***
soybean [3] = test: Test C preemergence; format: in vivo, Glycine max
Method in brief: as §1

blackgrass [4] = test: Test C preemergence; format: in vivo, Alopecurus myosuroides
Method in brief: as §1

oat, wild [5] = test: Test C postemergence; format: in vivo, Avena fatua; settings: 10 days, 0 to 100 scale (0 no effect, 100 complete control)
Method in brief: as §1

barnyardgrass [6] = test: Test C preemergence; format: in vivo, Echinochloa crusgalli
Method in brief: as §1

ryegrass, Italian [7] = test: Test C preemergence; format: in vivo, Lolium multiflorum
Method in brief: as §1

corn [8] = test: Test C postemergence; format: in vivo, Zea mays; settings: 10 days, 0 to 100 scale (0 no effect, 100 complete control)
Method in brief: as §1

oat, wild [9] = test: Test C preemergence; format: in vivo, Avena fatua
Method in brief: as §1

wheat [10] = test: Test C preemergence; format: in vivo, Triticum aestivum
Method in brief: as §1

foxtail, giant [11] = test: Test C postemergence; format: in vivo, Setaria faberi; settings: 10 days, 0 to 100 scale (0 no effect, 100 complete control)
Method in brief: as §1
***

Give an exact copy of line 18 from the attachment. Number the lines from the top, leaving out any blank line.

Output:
Method in brief: as §1